Affordable Care Act Causes Employers to Cut Back on Part-Time Hours

Rather than benefit from the Affordable Care Act, many part-time employees across the nation are going to be suffering from reductions of hours. Pulaski County Auditor Shelia Garling said her county has cut back on the average number of hours for part-time employees; originally, part-timers were working between 30 and 32 hours per week, but now they’re cut down to 28 hours to prevent the county from being forced to provide them with insurance benefits.

The Affordable Care Act will require businesses with at least 50 employees to offer health insurance to employee working at least 30 hours per week. Those that don’t provide the required coverage will be forced to pay a $2000 penalty per worker, excluding the first 30 employees. The act doesn’t take effect until Jan. 1, 2014, but in order to determine which employees average enough hours to qualify for the benefits, employers will have to go back three to 12 months from Jan. 1, 2014. To counteract that, many employers, including counties, are modifying their salary ordinances early.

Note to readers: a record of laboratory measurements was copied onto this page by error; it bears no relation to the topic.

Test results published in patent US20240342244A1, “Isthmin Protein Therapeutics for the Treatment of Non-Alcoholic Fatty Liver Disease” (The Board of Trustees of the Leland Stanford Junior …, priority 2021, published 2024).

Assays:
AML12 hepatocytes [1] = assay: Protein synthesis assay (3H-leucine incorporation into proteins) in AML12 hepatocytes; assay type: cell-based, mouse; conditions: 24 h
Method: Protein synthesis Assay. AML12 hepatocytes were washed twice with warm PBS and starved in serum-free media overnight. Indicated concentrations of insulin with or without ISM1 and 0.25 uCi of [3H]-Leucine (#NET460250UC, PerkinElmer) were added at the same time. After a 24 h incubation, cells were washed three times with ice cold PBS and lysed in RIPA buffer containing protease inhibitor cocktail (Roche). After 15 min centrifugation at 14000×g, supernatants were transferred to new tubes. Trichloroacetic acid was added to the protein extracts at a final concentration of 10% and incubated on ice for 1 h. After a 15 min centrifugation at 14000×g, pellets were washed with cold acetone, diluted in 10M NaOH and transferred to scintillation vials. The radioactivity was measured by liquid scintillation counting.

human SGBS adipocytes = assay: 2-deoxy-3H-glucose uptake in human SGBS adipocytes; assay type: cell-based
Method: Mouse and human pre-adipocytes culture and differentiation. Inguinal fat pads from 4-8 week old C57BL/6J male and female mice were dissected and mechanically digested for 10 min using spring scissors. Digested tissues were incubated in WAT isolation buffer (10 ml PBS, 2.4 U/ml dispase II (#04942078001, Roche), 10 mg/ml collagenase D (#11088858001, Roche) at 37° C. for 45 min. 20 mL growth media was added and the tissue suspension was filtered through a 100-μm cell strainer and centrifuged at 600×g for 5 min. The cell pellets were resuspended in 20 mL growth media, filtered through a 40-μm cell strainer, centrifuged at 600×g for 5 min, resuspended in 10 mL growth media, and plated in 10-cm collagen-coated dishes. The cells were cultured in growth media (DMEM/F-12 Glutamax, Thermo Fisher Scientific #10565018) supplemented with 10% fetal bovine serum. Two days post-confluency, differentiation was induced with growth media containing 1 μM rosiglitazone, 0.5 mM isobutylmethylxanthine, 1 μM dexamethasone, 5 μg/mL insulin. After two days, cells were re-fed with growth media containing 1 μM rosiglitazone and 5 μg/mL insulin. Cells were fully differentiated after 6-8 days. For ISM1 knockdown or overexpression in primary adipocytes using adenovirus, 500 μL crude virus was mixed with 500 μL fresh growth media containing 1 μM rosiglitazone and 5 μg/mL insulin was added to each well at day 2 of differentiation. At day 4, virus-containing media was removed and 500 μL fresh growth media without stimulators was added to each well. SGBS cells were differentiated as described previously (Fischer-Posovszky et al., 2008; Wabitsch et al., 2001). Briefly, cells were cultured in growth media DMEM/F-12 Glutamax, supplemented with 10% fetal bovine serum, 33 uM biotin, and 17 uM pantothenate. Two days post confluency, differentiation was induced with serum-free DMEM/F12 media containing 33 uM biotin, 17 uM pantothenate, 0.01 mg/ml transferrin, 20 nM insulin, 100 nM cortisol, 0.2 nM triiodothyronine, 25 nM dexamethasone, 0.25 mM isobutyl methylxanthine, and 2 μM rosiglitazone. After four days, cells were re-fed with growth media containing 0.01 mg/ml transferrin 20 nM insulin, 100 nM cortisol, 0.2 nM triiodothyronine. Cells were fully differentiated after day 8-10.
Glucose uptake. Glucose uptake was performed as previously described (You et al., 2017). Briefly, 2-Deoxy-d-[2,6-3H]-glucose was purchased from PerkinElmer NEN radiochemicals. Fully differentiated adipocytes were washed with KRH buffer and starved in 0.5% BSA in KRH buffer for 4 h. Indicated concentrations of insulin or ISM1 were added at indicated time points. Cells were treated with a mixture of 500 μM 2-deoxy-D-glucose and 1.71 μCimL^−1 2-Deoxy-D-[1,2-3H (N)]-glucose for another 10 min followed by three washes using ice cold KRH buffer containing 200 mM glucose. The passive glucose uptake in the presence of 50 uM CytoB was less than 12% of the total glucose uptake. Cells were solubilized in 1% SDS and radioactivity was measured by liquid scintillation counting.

Garling said the Affordable Care Act would have a huge impact financially on the county if they did not cut back on hours, as the number of employees that would be added to their insurance plan would cause the cost to skyrocket. Counties, schools, business and other employers across the nation are trimming part-time hours to prevent these additional costs, allowing them to forgo providing their part-timers with insurance.

Unfortunately for the employees, that also means less money per check with no benefits on top of that.

While Starke County has not yet made a decision as to how they’ll handle the ramifications of the Affordable Care Act, the commissioners are slated to discuss the matter at their regular meeting on Monday, June 3 at 9 a.m. The commissioners will discuss what constitutes part-time employment in order to make a recommendation to the county council at their meeting on June 17.

That discussion will likely lead to the approval of a new county policy in preparation of the Jan. 1, 2014 changes.